President Zardari traveled to China for four days in October 2008 on his first official state visit abroad. During his stay, Pakistan and China inked 11 deals in order to enhance economic cooperation in various sectors as part of a comprehensive strategic partnership. Both countries agreed that they share many economic opportunities which can be exploited to their mutual benefit. On October 15, protocols and Memoranda of Understanding (MoU) in the fields of infrastructure, information technology, energy, telecommunication, agriculture, industry, minerals, trade, and space technology were established. While the signing of these 11 agreements made headlines nationwide, these agreements primarily consist of non-binding Memoranda of Understanding which serve more as general umbrella agreements to indicate cooperation in various sectors rather than concrete, specific deals.
President Zardari also reportedly met with representatives from important Chinese institutions such as China International Capital Corporation, Export and Import Bank of China, Sinoma Group (cement manufacturing), MCC (steel construction company), All China Federation of Industry and Commerce and Industrial Commercial Bank of China. The media reported that they showed a keen interest and willingness in enhancing the existing cooperation in the banking, agriculture, and financial sectors, as well as in the cement, and steel industries.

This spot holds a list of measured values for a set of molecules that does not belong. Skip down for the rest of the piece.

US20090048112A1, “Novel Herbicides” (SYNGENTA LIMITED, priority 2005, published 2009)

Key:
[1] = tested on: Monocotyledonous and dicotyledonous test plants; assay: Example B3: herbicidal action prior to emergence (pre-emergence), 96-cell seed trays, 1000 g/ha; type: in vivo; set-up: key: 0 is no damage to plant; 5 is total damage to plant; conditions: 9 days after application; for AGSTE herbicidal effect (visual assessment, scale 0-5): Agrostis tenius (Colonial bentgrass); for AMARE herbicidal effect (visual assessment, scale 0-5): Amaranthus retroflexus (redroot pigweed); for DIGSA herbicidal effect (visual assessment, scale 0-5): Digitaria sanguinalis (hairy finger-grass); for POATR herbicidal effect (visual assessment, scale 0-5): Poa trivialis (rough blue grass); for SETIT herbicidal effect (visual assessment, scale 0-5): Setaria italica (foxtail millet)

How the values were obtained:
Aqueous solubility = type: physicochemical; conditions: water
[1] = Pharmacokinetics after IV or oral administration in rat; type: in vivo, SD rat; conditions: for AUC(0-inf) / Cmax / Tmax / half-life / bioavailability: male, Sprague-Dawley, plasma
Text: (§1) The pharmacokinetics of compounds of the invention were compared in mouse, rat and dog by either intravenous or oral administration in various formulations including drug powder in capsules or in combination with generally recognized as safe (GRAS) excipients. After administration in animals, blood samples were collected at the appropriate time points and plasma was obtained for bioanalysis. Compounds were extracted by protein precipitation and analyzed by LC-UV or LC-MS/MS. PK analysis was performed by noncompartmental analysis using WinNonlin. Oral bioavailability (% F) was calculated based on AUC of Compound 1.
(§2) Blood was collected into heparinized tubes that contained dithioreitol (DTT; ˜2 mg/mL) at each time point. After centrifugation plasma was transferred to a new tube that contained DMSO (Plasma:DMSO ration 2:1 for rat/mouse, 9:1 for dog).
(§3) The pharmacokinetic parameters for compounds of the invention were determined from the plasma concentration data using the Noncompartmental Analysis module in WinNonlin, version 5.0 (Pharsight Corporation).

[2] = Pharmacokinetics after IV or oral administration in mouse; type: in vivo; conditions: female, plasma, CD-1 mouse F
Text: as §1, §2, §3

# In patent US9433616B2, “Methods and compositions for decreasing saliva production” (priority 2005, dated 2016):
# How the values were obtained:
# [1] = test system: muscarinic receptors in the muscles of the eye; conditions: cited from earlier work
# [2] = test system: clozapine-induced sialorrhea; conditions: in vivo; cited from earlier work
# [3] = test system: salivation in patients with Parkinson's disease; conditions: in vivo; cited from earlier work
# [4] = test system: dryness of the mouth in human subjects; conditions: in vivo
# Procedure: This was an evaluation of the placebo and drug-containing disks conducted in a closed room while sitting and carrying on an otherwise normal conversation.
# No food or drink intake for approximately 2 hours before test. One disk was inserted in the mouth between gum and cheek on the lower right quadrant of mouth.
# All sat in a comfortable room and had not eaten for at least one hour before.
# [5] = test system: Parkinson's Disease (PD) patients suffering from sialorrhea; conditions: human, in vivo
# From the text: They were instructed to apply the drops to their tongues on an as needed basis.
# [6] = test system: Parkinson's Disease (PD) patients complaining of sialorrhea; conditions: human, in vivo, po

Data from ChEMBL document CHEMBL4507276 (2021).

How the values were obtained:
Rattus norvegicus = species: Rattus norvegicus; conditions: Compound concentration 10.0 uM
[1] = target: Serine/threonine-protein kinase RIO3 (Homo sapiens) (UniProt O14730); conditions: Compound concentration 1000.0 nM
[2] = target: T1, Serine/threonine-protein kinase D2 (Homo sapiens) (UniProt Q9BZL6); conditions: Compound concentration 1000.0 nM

In a rare public statement about the US, Chinese Ambassador to Pakistan Lou Zhaohui told reporters on 07 May 2009 that China was concerned about increasing U.S. influence in the Af-Pak region. He noted that China was cooperating with both Pakistan and the US on counterterrorism and said China and Pakistan are developing a joint counterterrorism strategy. Lou underscored China's investment in Pakistan and interest in a long-term strategic partnership.
Lou made the remarks during a visit to the Islamabad Chamber of Commerce and Industry. He stated that the number of foreign forces in the region is "too high" and that U.S. strategy needs "corrective measures" to contain terrorism. Lou noted, "We are cooperating with the U.S. and Pakistan in the fight against terror." He cited China's own struggle with militants in western China, claiming the militants had received training in Pakistan's Federally-Administered Tribal Area and Afghanistan during the 1980s. He also stated that China is "in close liaison with the Interior Ministry for the security of over 10,000 Chinese engineers and technical experts in Pakistan." He said that Chinese officials were discussing a joint counterterrorism strategy with Pakistani counterparts.
As evidence of China's commitment to investment in Pakistan, Lou claimed that as of 2009 there were over 60 Chinese companies operating in Pakistan carrying out 122 projects involving about 10,000 Chinese engineers. Lou also expressed interest in enhancing cooperation on hydroelectric projects and agriculture. Establishing a long-term strategic partnership with Pakistan is one of China's top priorities, he added.